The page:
More Reliable Way to Handle Interoffice Calls?

Details: Our head office is located in Canada. We have a branch office in the US, and a branch office in the UK. All three locations have their own Asterisk server, and each has a T1 PRIs for calling out through PSTN.

Our phones in the UK and US offices have two lines configured, one to their local server, and one to the server in Canada.

Each location has no quality problems making calls through their local T1 PRI, as you would expect.

The problem is with interoffice calls with the second line that connects back to the Canada server, which does through a VPN tunnel.

In general, the remote extensions connecting through the VPN is not reliable enough in terms of voice quality. The delay, jitter, and voice drops are significant enough to be more than an annoyance to some users.

It gets even worse when, for example, one user in the US is talking to another user in the UK. Both legs are connected to the server in Canada. In this case, the VoIP traffic is going through two VPNs.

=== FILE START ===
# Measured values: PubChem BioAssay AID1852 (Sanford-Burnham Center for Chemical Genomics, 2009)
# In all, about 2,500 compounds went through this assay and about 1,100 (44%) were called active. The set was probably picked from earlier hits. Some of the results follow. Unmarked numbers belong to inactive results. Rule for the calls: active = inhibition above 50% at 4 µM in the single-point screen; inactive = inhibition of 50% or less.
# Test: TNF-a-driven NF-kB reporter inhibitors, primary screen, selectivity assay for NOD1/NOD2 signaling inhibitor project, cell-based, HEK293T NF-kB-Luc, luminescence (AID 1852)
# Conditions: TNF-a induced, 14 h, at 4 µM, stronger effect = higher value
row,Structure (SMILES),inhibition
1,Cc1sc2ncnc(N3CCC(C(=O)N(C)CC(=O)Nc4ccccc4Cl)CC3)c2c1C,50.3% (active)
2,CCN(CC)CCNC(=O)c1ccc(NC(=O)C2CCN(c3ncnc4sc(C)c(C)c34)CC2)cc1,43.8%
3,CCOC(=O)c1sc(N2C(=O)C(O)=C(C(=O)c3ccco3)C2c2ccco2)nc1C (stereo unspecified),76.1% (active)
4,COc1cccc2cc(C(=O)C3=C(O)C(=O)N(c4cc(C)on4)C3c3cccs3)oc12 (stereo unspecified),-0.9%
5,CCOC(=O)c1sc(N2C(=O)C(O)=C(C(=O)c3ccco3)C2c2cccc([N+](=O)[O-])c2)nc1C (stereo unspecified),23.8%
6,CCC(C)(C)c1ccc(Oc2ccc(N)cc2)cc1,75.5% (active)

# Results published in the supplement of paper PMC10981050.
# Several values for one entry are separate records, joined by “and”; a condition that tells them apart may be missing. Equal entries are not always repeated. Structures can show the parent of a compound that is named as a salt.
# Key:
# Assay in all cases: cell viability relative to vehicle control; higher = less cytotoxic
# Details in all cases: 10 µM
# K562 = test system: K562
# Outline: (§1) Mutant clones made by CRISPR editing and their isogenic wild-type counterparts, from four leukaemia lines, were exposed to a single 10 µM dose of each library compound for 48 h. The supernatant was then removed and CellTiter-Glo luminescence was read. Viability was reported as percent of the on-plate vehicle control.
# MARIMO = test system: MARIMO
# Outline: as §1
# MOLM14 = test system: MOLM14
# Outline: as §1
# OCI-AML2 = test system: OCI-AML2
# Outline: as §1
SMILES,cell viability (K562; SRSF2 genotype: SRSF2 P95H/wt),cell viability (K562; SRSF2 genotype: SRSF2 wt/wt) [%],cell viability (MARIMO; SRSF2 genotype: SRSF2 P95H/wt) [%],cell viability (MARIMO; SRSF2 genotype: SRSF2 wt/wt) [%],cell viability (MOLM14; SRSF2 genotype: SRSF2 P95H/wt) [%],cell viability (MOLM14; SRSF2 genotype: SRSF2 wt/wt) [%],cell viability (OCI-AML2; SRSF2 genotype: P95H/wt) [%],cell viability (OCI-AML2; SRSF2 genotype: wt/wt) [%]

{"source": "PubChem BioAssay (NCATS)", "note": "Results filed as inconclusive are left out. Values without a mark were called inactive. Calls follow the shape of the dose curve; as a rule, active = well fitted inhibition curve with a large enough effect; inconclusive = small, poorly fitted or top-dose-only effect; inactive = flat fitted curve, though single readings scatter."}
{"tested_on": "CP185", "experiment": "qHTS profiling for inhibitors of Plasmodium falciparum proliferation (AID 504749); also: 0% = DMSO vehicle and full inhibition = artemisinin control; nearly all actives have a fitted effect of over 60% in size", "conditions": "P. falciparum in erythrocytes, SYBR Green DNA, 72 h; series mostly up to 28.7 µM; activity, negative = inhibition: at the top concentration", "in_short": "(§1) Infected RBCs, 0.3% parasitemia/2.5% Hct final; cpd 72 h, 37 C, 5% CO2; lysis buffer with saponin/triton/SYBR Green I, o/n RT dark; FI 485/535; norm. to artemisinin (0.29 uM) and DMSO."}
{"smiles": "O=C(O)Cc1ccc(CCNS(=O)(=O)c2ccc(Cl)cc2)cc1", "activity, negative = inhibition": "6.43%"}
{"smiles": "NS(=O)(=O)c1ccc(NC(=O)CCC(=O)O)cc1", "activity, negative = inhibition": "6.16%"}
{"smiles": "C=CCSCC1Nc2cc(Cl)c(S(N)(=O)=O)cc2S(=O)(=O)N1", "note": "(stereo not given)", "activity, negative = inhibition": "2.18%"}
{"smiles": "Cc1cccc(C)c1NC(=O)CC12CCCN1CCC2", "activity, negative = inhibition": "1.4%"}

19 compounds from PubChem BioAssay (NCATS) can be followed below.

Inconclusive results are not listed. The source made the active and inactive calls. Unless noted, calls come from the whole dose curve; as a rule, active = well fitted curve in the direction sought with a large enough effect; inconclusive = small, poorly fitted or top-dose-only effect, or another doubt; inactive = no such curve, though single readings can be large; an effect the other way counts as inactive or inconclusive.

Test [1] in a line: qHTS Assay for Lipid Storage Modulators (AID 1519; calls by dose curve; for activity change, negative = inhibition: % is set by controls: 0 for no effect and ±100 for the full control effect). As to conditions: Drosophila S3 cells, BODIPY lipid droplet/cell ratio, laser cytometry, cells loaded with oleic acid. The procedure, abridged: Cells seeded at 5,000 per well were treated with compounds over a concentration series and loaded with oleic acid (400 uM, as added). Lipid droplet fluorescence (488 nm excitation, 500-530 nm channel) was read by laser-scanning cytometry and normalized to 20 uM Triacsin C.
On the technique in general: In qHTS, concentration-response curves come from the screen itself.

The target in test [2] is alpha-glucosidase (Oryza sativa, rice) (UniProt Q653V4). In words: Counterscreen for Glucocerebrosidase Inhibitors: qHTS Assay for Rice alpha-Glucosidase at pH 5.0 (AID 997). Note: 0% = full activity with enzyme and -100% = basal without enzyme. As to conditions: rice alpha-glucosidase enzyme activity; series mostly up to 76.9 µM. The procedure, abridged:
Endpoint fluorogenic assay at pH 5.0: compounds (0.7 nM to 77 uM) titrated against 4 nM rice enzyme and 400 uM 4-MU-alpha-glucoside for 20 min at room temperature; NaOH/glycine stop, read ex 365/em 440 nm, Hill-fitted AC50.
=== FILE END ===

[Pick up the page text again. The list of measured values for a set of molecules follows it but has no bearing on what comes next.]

Does anyone have any suggestions on what we can do to improve things here?


Use QoS and G729 Codecs for internet calls

Also you should use passive and active monitoring and submit support ticket to provider when connection get worse,
You could try to use SIP TLS and SRTP for secure your call (like I know this features are already implemented in Asterisk 1.8 ).

Hope it will help.

Thanks for the replies… I had tried tweaking QoS and using G729, but it didn’t seem to help much.

I was wondering if there was a better way to link the different offices together, or is this already the ideal way to do it, and it is what it is?

Just to eliminate a possible cause, have you tried without the VPN? You could use an encrypted IAX channel.


What if you interconnect all 3 servers with SIP trunks? That way you would only have 1 line per local extension and Asterisk servers would be doing the inter-continent call routing :wink:

[quote=“pmlco”]Just to eliminate a possible cause, have you tried without the VPN? You could use an encrypted IAX channel.


Agreed, isolating the root cause to the channel is done by removing the VPN from the equation. I posted a similar problem. You might want to try the Visualware VOIP test between the two points (minus any complications such as VPN, Encryption etc.) to verify that it is possible for good VOIP. If it isn’t, then no system change will solve the problem.

It should be possible to run the Visualware VOIP test through the VPN because it is web based. I suggest posting the results if this does not provide clarity.